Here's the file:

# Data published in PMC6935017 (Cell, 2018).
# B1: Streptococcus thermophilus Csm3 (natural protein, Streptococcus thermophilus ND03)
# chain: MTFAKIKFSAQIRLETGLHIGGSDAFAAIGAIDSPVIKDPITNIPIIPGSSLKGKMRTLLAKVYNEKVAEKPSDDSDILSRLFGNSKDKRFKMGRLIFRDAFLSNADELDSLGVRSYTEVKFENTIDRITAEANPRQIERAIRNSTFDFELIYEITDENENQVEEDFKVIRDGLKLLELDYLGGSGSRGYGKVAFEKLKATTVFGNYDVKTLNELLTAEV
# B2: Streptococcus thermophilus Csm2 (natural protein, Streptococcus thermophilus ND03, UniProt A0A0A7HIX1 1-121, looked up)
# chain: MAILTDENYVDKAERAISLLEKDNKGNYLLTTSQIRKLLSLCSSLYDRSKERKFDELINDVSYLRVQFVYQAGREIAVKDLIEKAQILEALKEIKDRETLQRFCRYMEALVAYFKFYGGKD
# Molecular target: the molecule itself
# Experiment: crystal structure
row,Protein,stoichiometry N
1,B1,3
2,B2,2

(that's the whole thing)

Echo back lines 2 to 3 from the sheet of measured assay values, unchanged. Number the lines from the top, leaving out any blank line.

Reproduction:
# B1: Streptococcus thermophilus Csm3 (natural protein, Streptococcus thermophilus ND03)
# chain: MTFAKIKFSAQIRLETGLHIGGSDAFAAIGAIDSPVIKDPITNIPIIPGSSLKGKMRTLLAKVYNEKVAEKPSDDSDILSRLFGNSKDKRFKMGRLIFRDAFLSNADELDSLGVRSYTEVKFENTIDRITAEANPRQIERAIRNSTFDFELIYEITDENENQVEEDFKVIRDGLKLLELDYLGGSGSRGYGKVAFEKLKATTVFGNYDVKTLNELLTAEV